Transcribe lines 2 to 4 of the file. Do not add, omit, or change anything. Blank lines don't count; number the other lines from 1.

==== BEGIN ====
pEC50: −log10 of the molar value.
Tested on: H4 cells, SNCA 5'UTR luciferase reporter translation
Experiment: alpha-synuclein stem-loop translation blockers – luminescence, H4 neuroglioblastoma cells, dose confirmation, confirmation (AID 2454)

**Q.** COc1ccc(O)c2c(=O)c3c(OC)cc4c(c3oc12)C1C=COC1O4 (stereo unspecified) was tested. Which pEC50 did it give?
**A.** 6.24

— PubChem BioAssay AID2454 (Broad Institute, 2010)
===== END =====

Tested on: H4 cells, SNCA 5'UTR luciferase reporter translation
Experiment: alpha-synuclein stem-loop translation blockers – luminescence, H4 neuroglioblastoma cells, dose confirmation, confirmation (AID 2454)

**Q.** COc1ccc(O)c2c(=O)c3c(OC)cc4c(c3oc12)C1C=COC1O4 (stereo unspecified) was tested. Which pEC50 did it give?